Towards EU forest structure maps! First results over Flanders

Forests play a crucial role to meet the EU's ambitious goals to reduce emissions by 2030 and become climate neutral by 2050, but they are also threatened by human activities and climate change. The European Commission therefore initiated ForestPaths, a Horizon Europe project to design, quantify and assess policy pathways to optimize the contribution of forests and meet these multifaceted targets.

In order to develop the right pathways we need comprehensive information about forest structure across Europe. Wanda De Keersmaecker explains how we use earth observation data and machine learning to create high-resolution (10 m) maps of forest structure, including the first prototypes maps of Flanders (Belgium). 

Forest as a natural carbon store

To meet the EU's ambitious goals to reduce emissions by 2030 and become climate neutral by 2050, significant societal and economic changes are necessary. Forests play a crucial role in this effort as they absorb carbon naturally and are able to replace emissions-intensive materials. Unfortunately, our forests are also threatened by human activities and climate change. The EU therefore also committed to protect all remaining primary and old-growth forests in Europe (Biodiversity Strategy, new Forest Strategy for 2030), while using and managing natural resources sustainably and contributing to climate neutrality and adaptation (updated Bioeconomy Strategy, Financial Taxonomy).

ForestPaths, a Horizon Europe project, is dedicated to design, quantify and assess policy pathways to optimize the contribution of forests and meet these multifaceted targets to become a climate-neutral and resilient society and economy. This includes adapting forests to climate change, preserving biodiversity, and ensuring the continued provision of forest ecosystem services. To facilitate the development of these pathways, comprehensive information about forest structure across Europe is essential.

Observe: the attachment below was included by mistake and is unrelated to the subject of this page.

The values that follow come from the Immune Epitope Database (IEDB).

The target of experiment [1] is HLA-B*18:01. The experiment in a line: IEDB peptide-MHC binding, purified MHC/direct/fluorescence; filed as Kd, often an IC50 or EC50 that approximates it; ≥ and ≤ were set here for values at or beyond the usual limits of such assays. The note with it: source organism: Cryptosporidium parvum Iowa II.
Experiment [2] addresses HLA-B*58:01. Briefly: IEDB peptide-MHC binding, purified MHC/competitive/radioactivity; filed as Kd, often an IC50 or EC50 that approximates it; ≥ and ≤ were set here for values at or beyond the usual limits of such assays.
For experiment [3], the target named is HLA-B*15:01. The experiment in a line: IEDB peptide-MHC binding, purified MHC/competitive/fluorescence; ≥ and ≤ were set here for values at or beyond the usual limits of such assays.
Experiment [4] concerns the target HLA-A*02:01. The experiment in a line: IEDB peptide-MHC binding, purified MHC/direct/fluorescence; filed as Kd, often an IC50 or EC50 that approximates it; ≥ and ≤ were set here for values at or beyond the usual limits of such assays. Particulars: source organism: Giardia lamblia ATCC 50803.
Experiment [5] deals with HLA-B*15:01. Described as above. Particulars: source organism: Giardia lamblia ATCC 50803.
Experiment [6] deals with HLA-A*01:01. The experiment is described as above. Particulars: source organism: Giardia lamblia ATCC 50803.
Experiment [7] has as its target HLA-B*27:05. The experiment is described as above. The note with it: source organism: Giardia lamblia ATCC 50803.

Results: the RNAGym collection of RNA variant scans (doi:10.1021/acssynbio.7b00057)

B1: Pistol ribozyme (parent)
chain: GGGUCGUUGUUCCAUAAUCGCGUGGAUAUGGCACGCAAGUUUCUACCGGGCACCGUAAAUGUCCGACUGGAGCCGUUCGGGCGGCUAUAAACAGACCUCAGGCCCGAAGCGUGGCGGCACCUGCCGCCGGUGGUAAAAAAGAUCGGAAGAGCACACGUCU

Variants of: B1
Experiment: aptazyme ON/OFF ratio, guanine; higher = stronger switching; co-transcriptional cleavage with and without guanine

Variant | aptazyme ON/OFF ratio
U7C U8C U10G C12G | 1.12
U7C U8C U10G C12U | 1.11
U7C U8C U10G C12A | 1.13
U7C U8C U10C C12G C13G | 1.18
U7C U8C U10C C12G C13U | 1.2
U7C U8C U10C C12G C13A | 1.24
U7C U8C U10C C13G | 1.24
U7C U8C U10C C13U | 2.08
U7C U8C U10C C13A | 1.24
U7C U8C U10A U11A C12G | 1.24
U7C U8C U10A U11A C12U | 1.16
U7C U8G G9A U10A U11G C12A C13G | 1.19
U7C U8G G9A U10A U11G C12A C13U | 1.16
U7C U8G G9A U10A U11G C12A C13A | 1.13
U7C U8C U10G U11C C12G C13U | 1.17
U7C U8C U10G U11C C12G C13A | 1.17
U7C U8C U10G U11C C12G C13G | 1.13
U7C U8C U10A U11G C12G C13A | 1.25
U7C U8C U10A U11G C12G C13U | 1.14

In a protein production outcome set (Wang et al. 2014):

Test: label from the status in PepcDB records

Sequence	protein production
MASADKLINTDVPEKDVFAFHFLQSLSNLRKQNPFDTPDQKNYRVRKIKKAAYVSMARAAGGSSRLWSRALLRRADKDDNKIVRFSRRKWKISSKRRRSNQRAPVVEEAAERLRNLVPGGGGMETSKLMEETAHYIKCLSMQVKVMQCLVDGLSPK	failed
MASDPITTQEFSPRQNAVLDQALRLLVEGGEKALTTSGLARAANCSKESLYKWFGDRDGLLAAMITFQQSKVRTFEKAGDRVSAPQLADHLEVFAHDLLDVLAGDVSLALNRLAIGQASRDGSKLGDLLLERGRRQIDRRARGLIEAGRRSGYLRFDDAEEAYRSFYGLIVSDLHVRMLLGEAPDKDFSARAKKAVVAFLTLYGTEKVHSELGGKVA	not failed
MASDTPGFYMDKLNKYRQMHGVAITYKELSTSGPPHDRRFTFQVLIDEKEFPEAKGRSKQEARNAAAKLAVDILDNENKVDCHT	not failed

Traditionally, forests are monitored using in-situ measurements such as National Forest Inventories (NFI). While these data are invaluable, they have some limitations, including restricted spatial and temporal coverage. By using earth observation data and machine learning models we can address these limitations and create high-resolution (10 m) maps of forest structure. These maps will support effective monitoring and modelling of European forests, crucial to define the right policy pathways.

Training forest structure models with EO data

We started with training prototype machine learning models of forest structure over Flanders, Belgium, using Sentinel-1, Sentinel-2 satellite data and localizing features in combination with spaceborne LiDAR data. The spaceborne LiDAR data are highly valuable to derive forest structure information and to train forest structure models. 

Spaceborne LiDAR provides geolocated information on the 3D structure of the Earth surface, from which a suite of forest structure variables can be derived.  Here, we used data collected by the Global Ecosystem Dynamics Investigation (GEDI) instrument. GEDI is a full-waveform LiDAR instrument mounted on the International Space Station (ISS), that provides a suite of forest structure and biomass metrics. We used four variables to train the forest structure models in ForestPaths:

  • A relative height metric, used as a measure of canopy height
  • Canopy cover, i.e., the percent of the ground covered by the vertical projection of canopy material (i.e. leaves, branches and stems only). Canopy cover can be derived at several heights. Here, we focus on canopy cover at 10 m height
  • Foliage Height Diversity (FHD), a canopy structural index, describing the vertical heterogeneity of foliage profile. It is computed as Shannon's diversity index of the LAI profile. A high FHD value generally corresponds to more complex forest structure (e.g. caused by multiple canopy layers)